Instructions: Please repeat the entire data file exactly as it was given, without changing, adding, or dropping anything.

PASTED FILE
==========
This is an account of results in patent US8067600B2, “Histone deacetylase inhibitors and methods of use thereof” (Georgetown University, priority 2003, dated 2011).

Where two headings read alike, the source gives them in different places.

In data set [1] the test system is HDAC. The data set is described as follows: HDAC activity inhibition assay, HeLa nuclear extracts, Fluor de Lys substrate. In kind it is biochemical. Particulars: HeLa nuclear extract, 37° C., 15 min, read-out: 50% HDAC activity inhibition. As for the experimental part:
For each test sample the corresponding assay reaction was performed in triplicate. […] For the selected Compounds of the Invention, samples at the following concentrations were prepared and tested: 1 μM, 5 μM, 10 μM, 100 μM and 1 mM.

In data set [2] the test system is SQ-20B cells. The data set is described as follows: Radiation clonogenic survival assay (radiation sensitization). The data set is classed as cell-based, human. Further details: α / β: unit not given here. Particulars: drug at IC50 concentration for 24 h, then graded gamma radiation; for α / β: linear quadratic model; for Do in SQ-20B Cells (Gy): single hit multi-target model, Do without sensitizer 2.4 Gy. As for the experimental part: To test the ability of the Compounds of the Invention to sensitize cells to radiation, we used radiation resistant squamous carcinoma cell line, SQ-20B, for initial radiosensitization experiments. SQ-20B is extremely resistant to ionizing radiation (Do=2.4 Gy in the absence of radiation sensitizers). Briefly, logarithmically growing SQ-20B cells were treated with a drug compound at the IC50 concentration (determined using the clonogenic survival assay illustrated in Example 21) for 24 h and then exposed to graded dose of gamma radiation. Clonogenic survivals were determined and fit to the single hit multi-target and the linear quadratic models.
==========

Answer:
This is an account of results in patent US8067600B2, “Histone deacetylase inhibitors and methods of use thereof” (Georgetown University, priority 2003, dated 2011).

Where two headings read alike, the source gives them in different places.

In data set [1] the test system is HDAC. The data set is described as follows: HDAC activity inhibition assay, HeLa nuclear extracts, Fluor de Lys substrate. In kind it is biochemical. Particulars: HeLa nuclear extract, 37° C., 15 min, read-out: 50% HDAC activity inhibition. As for the experimental part:
For each test sample the corresponding assay reaction was performed in triplicate. […] For the selected Compounds of the Invention, samples at the following concentrations were prepared and tested: 1 μM, 5 μM, 10 μM, 100 μM and 1 mM.

In data set [2] the test system is SQ-20B cells. The data set is described as follows: Radiation clonogenic survival assay (radiation sensitization). The data set is classed as cell-based, human. Further details: α / β: unit not given here. Particulars: drug at IC50 concentration for 24 h, then graded gamma radiation; for α / β: linear quadratic model; for Do in SQ-20B Cells (Gy): single hit multi-target model, Do without sensitizer 2.4 Gy. As for the experimental part: To test the ability of the Compounds of the Invention to sensitize cells to radiation, we used radiation resistant squamous carcinoma cell line, SQ-20B, for initial radiosensitization experiments. SQ-20B is extremely resistant to ionizing radiation (Do=2.4 Gy in the absence of radiation sensitizers). Briefly, logarithmically growing SQ-20B cells were treated with a drug compound at the IC50 concentration (determined using the clonogenic survival assay illustrated in Example 21) for 24 h and then exposed to graded dose of gamma radiation. Clonogenic survivals were determined and fit to the single hit multi-target and the linear quadratic models.